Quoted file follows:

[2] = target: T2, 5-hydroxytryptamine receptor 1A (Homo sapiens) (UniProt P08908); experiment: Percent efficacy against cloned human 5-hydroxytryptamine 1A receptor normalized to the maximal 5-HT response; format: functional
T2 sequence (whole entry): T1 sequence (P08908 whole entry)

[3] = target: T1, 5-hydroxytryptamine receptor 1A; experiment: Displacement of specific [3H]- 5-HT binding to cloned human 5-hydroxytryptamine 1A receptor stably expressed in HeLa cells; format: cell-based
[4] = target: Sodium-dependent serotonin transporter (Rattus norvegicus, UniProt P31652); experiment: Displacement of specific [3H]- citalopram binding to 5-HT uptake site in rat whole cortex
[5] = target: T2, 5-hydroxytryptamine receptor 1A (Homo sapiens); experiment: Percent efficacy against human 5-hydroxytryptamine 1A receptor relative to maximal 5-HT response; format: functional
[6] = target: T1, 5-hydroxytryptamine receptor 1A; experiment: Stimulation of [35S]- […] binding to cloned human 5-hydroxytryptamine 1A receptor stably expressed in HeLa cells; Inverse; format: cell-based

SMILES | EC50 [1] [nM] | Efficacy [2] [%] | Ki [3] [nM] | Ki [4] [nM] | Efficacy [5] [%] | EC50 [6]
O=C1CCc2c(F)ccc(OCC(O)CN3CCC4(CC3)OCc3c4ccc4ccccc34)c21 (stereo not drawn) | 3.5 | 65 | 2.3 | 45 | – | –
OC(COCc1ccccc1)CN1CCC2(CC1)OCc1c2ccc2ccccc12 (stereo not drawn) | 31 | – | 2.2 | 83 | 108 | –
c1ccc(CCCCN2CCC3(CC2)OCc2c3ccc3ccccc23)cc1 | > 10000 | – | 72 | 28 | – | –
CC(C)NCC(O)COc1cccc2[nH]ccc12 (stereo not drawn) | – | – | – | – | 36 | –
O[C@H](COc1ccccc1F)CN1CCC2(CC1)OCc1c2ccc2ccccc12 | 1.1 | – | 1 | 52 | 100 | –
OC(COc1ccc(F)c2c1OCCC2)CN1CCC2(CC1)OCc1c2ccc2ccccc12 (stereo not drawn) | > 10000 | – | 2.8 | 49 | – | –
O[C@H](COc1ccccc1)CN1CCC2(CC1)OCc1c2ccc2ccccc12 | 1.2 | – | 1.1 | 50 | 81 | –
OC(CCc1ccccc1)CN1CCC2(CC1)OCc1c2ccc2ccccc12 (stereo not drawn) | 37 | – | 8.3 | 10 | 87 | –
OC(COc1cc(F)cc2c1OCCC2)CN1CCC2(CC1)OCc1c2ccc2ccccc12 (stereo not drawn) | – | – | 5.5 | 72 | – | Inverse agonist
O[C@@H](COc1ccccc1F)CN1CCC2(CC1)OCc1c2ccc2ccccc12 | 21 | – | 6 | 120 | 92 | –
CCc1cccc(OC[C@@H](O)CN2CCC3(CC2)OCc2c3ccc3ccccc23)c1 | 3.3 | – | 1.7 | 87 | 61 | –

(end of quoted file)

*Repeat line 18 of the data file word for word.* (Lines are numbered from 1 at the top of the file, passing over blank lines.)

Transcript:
CCc1cccc(OC[C@@H](O)CN2CCC3(CC2)OCc2c3ccc3ccccc23)c1 | 3.3 | – | 1.7 | 87 | 61 | –